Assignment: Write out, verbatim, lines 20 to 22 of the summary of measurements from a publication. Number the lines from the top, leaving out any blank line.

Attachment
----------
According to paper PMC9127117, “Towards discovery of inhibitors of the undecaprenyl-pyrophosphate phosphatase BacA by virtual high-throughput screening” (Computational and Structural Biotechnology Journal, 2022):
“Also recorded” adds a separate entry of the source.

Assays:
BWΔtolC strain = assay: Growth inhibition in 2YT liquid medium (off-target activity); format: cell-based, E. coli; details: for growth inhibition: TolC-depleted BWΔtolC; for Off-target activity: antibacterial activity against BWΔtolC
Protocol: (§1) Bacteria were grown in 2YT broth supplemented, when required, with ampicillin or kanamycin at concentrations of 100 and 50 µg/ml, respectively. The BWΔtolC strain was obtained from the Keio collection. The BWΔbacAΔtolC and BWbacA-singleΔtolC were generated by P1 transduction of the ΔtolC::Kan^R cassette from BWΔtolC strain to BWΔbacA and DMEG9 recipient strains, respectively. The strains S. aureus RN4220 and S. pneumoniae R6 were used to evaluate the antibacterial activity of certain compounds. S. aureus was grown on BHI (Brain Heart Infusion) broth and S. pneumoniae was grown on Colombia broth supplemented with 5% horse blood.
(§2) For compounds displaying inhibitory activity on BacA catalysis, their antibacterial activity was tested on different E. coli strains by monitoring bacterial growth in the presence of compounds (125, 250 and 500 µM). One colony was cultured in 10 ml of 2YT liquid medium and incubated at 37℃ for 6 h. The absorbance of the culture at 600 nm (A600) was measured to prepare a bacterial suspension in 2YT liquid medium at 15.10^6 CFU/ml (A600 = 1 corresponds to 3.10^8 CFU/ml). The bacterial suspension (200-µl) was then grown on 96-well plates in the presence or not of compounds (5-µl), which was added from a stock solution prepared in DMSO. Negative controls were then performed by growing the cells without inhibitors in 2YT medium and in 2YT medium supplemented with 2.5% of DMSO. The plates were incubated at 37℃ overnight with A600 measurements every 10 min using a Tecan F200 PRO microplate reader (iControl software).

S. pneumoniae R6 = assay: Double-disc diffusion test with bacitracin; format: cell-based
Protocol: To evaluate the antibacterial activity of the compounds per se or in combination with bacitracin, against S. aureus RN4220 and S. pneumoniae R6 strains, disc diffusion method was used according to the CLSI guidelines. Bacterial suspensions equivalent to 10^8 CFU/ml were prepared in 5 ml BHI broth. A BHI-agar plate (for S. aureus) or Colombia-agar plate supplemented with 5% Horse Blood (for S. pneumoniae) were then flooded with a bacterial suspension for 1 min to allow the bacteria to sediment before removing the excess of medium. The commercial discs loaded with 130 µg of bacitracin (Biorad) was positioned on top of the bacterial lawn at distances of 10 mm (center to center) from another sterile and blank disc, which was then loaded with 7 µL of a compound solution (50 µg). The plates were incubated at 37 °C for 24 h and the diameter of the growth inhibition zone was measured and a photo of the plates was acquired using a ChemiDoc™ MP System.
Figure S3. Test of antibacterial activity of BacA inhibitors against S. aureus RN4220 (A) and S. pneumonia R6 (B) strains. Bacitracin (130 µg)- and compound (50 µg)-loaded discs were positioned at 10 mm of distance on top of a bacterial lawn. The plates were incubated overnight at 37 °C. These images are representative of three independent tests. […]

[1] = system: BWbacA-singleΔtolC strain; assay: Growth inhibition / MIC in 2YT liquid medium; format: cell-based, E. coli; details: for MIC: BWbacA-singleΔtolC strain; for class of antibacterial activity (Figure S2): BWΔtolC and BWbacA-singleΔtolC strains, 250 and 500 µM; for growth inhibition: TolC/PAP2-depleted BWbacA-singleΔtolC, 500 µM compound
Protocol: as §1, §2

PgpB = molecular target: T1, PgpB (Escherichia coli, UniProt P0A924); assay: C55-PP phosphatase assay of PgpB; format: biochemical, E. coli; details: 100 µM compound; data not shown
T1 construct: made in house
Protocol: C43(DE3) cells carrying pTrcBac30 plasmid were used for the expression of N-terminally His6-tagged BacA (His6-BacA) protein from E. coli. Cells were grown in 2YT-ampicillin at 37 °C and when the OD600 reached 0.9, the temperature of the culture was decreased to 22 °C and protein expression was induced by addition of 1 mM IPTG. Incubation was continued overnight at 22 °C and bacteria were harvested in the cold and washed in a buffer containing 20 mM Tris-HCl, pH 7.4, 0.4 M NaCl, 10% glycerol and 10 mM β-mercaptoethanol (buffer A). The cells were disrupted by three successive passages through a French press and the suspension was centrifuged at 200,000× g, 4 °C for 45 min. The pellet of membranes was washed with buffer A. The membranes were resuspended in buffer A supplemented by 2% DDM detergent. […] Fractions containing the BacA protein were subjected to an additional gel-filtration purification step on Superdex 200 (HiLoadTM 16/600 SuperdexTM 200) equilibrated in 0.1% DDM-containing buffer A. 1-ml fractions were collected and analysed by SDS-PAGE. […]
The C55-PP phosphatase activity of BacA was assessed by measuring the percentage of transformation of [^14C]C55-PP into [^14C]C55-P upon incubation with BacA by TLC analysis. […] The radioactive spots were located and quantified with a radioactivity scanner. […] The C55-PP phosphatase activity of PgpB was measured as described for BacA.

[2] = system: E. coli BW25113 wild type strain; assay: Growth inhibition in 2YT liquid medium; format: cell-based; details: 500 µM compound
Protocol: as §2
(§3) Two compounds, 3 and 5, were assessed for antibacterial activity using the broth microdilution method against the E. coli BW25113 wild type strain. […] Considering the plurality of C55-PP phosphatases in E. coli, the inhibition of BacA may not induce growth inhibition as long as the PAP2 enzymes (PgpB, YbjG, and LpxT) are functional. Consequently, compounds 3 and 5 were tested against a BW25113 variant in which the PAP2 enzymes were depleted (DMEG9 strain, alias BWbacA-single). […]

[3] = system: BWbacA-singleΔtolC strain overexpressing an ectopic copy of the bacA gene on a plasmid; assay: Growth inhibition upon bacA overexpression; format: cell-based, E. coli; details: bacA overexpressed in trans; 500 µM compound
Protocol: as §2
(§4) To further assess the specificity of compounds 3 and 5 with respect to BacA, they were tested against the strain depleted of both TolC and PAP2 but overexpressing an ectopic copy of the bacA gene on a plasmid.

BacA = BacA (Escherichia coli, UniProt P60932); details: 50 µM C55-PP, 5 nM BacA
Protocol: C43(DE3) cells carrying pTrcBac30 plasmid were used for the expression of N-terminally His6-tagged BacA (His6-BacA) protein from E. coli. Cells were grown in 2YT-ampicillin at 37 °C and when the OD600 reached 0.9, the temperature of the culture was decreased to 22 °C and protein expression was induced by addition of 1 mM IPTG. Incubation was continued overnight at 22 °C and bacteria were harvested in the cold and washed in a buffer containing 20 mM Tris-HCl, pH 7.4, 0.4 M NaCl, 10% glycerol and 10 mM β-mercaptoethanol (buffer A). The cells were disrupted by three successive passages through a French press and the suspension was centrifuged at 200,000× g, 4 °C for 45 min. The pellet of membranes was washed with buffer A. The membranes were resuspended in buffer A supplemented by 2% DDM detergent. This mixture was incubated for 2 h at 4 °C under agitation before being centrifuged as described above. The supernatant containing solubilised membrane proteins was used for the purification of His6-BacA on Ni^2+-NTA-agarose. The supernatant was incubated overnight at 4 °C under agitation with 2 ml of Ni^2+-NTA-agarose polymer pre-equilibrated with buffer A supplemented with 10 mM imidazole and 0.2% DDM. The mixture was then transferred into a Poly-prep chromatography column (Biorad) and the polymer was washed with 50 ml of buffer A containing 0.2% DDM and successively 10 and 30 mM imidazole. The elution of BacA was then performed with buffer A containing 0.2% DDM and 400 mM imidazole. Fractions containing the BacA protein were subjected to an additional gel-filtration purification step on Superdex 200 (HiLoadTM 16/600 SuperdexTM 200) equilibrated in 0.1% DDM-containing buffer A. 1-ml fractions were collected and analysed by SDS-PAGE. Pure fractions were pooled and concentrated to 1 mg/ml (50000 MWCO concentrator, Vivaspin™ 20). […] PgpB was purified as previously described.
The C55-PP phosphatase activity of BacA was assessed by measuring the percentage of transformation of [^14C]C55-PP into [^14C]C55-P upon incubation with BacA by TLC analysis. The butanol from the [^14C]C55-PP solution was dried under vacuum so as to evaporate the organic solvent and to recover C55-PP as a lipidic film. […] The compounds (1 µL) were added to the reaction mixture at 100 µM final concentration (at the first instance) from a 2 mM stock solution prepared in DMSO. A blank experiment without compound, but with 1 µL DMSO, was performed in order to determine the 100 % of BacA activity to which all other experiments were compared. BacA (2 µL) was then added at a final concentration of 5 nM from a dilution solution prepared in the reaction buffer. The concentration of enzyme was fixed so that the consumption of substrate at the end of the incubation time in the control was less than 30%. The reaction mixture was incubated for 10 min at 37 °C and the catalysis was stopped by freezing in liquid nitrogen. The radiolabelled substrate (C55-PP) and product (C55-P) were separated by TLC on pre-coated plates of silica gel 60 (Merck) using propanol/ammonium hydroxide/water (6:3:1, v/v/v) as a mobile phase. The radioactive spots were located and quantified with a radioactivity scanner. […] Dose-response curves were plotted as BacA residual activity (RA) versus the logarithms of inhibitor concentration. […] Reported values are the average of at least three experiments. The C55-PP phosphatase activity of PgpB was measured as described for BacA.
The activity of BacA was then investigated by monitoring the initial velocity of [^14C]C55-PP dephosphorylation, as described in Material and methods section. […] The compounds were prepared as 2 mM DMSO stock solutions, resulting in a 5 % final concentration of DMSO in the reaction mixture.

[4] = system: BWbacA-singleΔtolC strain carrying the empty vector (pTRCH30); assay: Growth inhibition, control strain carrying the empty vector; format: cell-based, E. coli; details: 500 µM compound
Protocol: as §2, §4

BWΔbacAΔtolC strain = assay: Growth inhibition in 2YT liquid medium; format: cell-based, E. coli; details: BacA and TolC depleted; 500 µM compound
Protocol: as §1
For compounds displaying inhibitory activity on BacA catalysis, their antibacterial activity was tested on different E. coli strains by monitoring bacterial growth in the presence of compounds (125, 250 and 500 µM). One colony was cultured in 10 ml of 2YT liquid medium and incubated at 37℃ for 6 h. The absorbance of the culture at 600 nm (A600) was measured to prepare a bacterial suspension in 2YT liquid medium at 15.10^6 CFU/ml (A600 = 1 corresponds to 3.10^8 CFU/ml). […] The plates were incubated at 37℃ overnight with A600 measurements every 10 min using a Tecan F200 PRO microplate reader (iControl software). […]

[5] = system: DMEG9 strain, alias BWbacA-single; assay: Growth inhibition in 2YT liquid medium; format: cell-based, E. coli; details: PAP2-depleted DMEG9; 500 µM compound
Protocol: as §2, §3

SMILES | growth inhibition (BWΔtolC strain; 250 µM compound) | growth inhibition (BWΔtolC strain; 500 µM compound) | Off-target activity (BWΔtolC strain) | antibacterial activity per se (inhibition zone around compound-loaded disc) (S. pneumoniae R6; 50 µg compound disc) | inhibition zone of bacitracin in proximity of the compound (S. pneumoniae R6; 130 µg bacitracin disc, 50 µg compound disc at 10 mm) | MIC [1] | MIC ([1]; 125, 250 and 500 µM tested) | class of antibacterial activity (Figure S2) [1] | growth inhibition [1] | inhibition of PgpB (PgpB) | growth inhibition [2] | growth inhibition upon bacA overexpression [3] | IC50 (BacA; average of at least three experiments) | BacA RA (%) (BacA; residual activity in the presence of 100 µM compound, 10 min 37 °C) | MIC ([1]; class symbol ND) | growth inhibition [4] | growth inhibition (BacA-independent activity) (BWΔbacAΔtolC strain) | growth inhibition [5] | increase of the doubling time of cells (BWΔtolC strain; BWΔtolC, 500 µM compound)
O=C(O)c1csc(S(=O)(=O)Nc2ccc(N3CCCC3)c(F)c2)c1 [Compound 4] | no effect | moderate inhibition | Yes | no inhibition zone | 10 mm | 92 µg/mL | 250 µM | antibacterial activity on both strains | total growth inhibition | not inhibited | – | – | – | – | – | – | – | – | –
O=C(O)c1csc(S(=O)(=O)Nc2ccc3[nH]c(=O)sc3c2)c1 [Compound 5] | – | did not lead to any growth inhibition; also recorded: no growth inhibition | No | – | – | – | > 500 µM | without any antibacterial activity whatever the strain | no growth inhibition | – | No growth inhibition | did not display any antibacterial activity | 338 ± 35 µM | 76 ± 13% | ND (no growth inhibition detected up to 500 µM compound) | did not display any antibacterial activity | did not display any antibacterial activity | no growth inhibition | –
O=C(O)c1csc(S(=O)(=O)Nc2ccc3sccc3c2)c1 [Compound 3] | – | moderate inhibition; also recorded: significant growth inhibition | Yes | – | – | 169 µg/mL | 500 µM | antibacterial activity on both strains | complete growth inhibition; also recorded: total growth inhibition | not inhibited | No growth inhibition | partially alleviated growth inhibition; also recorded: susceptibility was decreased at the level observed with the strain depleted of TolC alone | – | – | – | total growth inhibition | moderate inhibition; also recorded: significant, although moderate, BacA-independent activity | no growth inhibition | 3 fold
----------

Protocol: as §2
(§4) To further assess the specificity of compounds 3 and 5 with respect to BacA, they were tested against the strain depleted of both TolC and PAP2 but overexpressing an ectopic copy of the bacA gene on a plasmid.

BacA = BacA (Escherichia coli, UniProt P60932); details: 50 µM C55-PP, 5 nM BacA